Typically, treatment of pathologic conditions is effected by administering an effective amount or dosage of at least one anti-IL-12 antibody composition that total, on average, a range from at least about 0.01 to 500 milligrams of at least one anti-IL-12 antibody per kilogram of patient per dose, and, preferably, from at least about 0.1 to 100 milligrams antibody/kilogram of patient per single or multiple administration, depending upon the specific activity of the active agent contained in the composition. Alternatively, the effective serum concentration can comprise 0.1-5000 μg/ml serum concentration per single or multiple administration. Suitable dosages are known to medical practitioners and will, of course, depend upon the particular disease state, specific activity of the composition being administered, and the particular patient undergoing treatment. In some instances, to achieve the desired therapeutic amount, it can be necessary to provide for repeated administration, i.e., repeated individual administrations of a particular monitored or metered dose, where the individual administrations are repeated until the desired daily dose or effect is achieved.

Preferred doses can optionally include 0.1, 0.2, 0.3, 0.4, 0.5, 0.6, 0.7, 0.8, 0.9, 1, 2, 3, 4, 5, 6, 7, 8, 9, 10, 11, 12, 13, 14, 15, 16, 17, 18, 19, 20, 21, 22, 23, 24, 25, 26, 27, 28, 29, 30, 31, 32, 33, 34, 35, 36, 37, 38, 39, 40, 41, 42, 43, 44, 45, 46, 47, 48, 49, 50, 51, 52, 53, 54, 55, 56, 57, 58, 59, 60, 62, 63, 64, 65, 66, 67, 68, 69, 70, 71, 72, 73, 74, 75, 76, 77, 78, 79, 80, 81, 82, 83, 84, 85, 86, 87, 88, 89, 90, 91, 92, 93, 94, 95, 96, 97, 98, 99 and/or 100-500 mg/kg/administration, or any range, value or fraction thereof, or to achieve a serum concentration of 0.1, 0.5, 0.9, 1.0, 1.1, 1.2, 1.5, 1.9, 2.0, 2.5, 2.9, 3.0, 3.5, 3.9, 4.0, 4.5, 4.9, 5.0, 5.5, 5.9, 6.0, 6.5, 6.9, 7.0, 7.5, 7.9, 8.0, 8.5, 8.9, 9.0, 9.5, 9.9, 10, 10.5, 10.9, 11, 11.5, 11.9, 20, 12.5, 12.9, 13.0, 13.5, 13.9, 14.0, 14.5, 4.9, 5.0, 5.5., 5.9, 6.0, 6.5, 6.9, 7.0, 7.5, 7.9, 8.0, 8.5, 8.9, 9.0, 9.5, 9.9, 10, 10.5, 10.9, 11, 11.5, 11.9, 12, 12.5, 12.9, 13.0, 13.5, 13.9, 14, 14.5, 15, 15.5, 15.9, 16, 16.5, 16.9, 17, 17.5, 17.9, 18, 18.5, 18.9, 19, 19.5, 19.9, 20, 20.5, 20.9, 21, 22, 23, 24, 25, 26, 27, 28, 29, 30, 35, 40, 45, 50, 55, 60, 65, 70, 75, 80, 85, 90, 96, 100, 200, 300, 400, 500, 600, 700, 800, 900, 1000, 1500, 2000, 2500, 3000, 3500, 4000, 4500, and/or 5000 μg/ml serum concentration per single or multiple administration, or any range, value or fraction thereof.

Alternatively, the dosage administered can vary depending upon known factors, such as the pharmacodynamic characteristics of the particular agent, and its mode and route of administration; age, health, and weight of the recipient; nature and extent of symptoms, kind of concurrent treatment, frequency of treatment, and the effect desired. Usually a dosage of active ingredient can be about 0.1 to 100 milligrams per kilogram of body weight. Ordinarily 0.1 to 50, and, preferably, 0.1 to 10 milligrams per kilogram per administration or in sustained release form is effective to obtain desired results.

As a non-limiting example, treatment of humans or animals can be provided as a one-time or periodic dosage of at least one antibody of the present invention 0.1 to 100 mg/kg, such as 0.5, 0.9, 1.0, 1.1, 1.5, 2, 3, 4, 5, 6, 7, 8, 9, 10, 11, 12, 13, 14, 15, 16, 17, 18, 19, 20, 21, 22, 23, 24, 25, 26, 27, 28, 29, 30, 40, 45, 50, 60, 70, 80, 90 or 100 mg/kg, per day, on at least one of day 1, 2, 3, 4, 5, 6, 7, 8, 9, 10, 11, 12, 13, 14, 15, 16, 17, 18, 19, 20, 21, 22, 23, 24, 25, 26, 27, 28, 29, 30, 31, 32, 33, 34, 35, 36, 37, 38, 39, or 40, or, alternatively or additionally, at least one of week 1, 2, 3, 4, 5, 6, 7, 8, 9, 10, 11, 12, 13, 14, 15, 16, 17, 18, 19, 20, 21, 22, 23, 24, 25, 26, 27, 28, 29, 30, 31, 32, 33, 34, 35, 36, 37, 38, 39, 40, 41, 42, 43, 44, 45, 46, 47, 48, 49, 50, 51, or 52, or, alternatively or additionally, at least one of 1, 2, 3, 4, 5, 6, 7, 8, 9, 10, 11, 12, 13, 14, 15, 16, 17, 18, 19, or 20 years, or any combination thereof, using single, infusion or repeated doses.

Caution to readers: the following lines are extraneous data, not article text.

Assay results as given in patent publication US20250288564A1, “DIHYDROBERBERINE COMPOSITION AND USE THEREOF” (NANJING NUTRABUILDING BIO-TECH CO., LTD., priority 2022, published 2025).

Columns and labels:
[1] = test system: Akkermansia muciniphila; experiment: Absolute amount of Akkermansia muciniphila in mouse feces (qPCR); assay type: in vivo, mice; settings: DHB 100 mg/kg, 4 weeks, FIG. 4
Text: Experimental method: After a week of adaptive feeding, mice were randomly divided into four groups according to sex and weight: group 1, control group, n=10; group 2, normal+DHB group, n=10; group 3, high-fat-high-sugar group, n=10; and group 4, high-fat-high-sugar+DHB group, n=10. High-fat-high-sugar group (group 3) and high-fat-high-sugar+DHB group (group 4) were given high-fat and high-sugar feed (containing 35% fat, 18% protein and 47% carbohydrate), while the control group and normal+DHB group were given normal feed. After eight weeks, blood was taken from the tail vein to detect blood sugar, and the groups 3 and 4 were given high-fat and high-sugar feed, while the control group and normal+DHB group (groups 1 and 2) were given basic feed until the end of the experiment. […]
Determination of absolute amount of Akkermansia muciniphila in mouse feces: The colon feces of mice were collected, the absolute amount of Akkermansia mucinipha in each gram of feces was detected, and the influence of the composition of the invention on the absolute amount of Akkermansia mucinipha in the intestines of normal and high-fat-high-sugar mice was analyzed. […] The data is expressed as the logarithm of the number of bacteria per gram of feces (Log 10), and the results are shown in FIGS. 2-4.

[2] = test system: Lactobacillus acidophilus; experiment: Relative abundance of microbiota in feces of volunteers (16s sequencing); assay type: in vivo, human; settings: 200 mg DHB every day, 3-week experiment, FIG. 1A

Dosage forms (composition) suitable for internal administration generally contain from about 0.001 milligram to about 500 milligrams of active ingredient per unit or container. In these pharmaceutical compositions the active ingredient will ordinarily be present in an amount of about 0.5-99.999% by weight based on the total weight of the composition.

For parenteral administration, the antibody can be formulated as a solution, suspension, emulsion, particle, powder, or lyophilized powder in association, or separately provided, with a pharmaceutically acceptable parenteral vehicle. Examples of such vehicles are water, saline, Ringer's solution, dextrose solution, and 1-10% human serum albumin. Liposomes and nonaqueous vehicles, such as fixed oils, can also be used. The vehicle or lyophilized powder can contain additives that maintain isotonicity (e.g., sodium chloride, mannitol) and chemical stability (e.g., buffers and preservatives). The formulation is sterilized by known or suitable techniques.

Suitable pharmaceutical carriers are described in the most recent edition of Remington's Pharmaceutical Sciences, A. Osol, a standard reference text in this field.

Alternative Administration

Many known and developed modes can be used according to the present invention for administering pharmaceutically effective amounts of at least one anti-IL-12 antibody according to the present invention. While pulmonary administration is used in the following description, other modes of administration can be used according to the present invention with suitable results. IL-12 antibodies of the present invention can be delivered in a carrier, as a solution, emulsion, colloid, or suspension, or as a dry powder, using any of a variety of devices and methods suitable for administration by inhalation or other modes described here within or known in the art.